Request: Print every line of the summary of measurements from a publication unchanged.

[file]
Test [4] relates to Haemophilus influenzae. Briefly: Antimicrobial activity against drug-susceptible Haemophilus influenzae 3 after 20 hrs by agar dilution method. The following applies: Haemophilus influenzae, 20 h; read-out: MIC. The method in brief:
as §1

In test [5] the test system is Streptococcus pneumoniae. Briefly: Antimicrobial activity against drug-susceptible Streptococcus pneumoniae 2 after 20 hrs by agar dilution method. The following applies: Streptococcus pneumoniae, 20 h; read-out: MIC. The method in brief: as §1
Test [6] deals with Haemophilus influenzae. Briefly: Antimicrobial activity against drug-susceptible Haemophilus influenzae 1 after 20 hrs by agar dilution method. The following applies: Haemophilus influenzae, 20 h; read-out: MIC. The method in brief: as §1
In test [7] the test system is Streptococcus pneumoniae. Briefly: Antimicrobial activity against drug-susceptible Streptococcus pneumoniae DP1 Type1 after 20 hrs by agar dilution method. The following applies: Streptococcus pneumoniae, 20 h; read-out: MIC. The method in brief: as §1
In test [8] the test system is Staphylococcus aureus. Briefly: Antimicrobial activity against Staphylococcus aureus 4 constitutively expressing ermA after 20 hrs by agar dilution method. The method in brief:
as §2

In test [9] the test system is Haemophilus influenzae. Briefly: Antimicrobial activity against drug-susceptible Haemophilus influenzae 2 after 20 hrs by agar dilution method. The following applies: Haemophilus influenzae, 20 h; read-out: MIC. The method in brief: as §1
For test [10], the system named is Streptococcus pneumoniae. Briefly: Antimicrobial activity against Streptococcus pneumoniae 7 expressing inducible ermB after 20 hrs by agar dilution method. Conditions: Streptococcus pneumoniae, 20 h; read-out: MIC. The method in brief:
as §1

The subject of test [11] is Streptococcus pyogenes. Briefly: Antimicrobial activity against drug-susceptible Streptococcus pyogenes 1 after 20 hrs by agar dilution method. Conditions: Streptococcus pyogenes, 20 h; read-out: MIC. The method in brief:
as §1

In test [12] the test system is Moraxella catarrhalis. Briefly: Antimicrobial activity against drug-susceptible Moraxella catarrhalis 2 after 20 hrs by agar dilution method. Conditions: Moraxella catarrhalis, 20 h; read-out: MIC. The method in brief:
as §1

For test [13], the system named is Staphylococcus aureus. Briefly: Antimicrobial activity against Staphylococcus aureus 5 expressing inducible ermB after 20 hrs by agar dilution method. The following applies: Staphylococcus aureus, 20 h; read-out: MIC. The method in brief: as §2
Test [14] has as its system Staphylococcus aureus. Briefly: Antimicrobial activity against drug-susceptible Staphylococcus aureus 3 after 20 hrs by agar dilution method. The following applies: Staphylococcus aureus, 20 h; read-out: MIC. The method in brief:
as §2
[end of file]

Test [4] relates to Haemophilus influenzae. Briefly: Antimicrobial activity against drug-susceptible Haemophilus influenzae 3 after 20 hrs by agar dilution method. The following applies: Haemophilus influenzae, 20 h; read-out: MIC. The method in brief:
as §1

In test [5] the test system is Streptococcus pneumoniae. Briefly: Antimicrobial activity against drug-susceptible Streptococcus pneumoniae 2 after 20 hrs by agar dilution method. The following applies: Streptococcus pneumoniae, 20 h; read-out: MIC. The method in brief: as §1
Test [6] deals with Haemophilus influenzae. Briefly: Antimicrobial activity against drug-susceptible Haemophilus influenzae 1 after 20 hrs by agar dilution method. The following applies: Haemophilus influenzae, 20 h; read-out: MIC. The method in brief: as §1
In test [7] the test system is Streptococcus pneumoniae. Briefly: Antimicrobial activity against drug-susceptible Streptococcus pneumoniae DP1 Type1 after 20 hrs by agar dilution method. The following applies: Streptococcus pneumoniae, 20 h; read-out: MIC. The method in brief: as §1
In test [8] the test system is Staphylococcus aureus. Briefly: Antimicrobial activity against Staphylococcus aureus 4 constitutively expressing ermA after 20 hrs by agar dilution method. The method in brief:
as §2

In test [9] the test system is Haemophilus influenzae. Briefly: Antimicrobial activity against drug-susceptible Haemophilus influenzae 2 after 20 hrs by agar dilution method. The following applies: Haemophilus influenzae, 20 h; read-out: MIC. The method in brief: as §1
For test [10], the system named is Streptococcus pneumoniae. Briefly: Antimicrobial activity against Streptococcus pneumoniae 7 expressing inducible ermB after 20 hrs by agar dilution method. Conditions: Streptococcus pneumoniae, 20 h; read-out: MIC. The method in brief:
as §1

The subject of test [11] is Streptococcus pyogenes. Briefly: Antimicrobial activity against drug-susceptible Streptococcus pyogenes 1 after 20 hrs by agar dilution method. Conditions: Streptococcus pyogenes, 20 h; read-out: MIC. The method in brief:
as §1

In test [12] the test system is Moraxella catarrhalis. Briefly: Antimicrobial activity against drug-susceptible Moraxella catarrhalis 2 after 20 hrs by agar dilution method. Conditions: Moraxella catarrhalis, 20 h; read-out: MIC. The method in brief:
as §1

For test [13], the system named is Staphylococcus aureus. Briefly: Antimicrobial activity against Staphylococcus aureus 5 expressing inducible ermB after 20 hrs by agar dilution method. The following applies: Staphylococcus aureus, 20 h; read-out: MIC. The method in brief: as §2
Test [14] has as its system Staphylococcus aureus. Briefly: Antimicrobial activity against drug-susceptible Staphylococcus aureus 3 after 20 hrs by agar dilution method. The following applies: Staphylococcus aureus, 20 h; read-out: MIC. The method in brief:
as §2